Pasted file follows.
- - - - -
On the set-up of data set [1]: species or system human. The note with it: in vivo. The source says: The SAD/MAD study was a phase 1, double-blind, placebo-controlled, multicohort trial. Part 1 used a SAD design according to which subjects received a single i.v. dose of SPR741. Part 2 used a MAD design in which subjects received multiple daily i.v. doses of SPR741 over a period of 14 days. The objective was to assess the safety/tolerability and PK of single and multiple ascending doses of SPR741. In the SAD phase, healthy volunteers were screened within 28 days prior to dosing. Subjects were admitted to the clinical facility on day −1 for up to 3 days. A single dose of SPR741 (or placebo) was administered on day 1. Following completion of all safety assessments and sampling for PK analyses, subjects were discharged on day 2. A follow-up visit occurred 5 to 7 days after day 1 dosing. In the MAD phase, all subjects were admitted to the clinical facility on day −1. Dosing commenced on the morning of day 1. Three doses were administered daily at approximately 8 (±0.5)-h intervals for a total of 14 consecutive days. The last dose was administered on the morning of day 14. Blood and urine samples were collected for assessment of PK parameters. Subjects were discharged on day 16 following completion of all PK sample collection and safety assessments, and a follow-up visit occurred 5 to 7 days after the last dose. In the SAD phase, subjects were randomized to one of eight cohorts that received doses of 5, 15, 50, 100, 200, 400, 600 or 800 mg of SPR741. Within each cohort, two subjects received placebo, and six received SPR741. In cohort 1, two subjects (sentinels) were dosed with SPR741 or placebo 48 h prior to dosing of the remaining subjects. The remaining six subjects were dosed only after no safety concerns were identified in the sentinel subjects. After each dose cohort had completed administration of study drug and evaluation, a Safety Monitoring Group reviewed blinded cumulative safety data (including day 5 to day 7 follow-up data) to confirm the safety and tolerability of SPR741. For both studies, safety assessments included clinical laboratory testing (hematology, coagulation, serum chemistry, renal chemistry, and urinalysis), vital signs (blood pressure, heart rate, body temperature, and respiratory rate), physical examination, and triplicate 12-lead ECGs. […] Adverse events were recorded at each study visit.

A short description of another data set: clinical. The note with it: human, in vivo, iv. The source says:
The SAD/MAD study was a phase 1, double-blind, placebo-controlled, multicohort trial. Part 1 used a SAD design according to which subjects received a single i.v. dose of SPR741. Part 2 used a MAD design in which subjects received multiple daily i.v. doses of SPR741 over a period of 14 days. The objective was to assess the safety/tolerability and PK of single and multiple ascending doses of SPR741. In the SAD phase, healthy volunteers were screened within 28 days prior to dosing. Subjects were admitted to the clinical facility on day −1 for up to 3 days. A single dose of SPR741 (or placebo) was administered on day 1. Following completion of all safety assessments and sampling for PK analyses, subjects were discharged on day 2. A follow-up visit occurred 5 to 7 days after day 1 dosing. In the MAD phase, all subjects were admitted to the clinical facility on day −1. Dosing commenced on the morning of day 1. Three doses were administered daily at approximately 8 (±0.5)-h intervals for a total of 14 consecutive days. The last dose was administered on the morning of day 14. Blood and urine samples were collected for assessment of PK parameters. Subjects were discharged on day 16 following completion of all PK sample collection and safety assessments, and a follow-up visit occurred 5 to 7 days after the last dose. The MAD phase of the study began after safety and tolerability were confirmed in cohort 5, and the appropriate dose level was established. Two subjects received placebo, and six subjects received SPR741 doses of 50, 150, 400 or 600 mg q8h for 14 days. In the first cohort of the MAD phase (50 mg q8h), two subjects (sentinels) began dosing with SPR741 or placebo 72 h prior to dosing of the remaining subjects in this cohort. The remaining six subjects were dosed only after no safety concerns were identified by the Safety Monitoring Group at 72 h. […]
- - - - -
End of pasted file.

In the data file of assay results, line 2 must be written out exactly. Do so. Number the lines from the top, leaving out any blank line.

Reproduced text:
A short description of another data set: clinical. The note with it: human, in vivo, iv. The source says: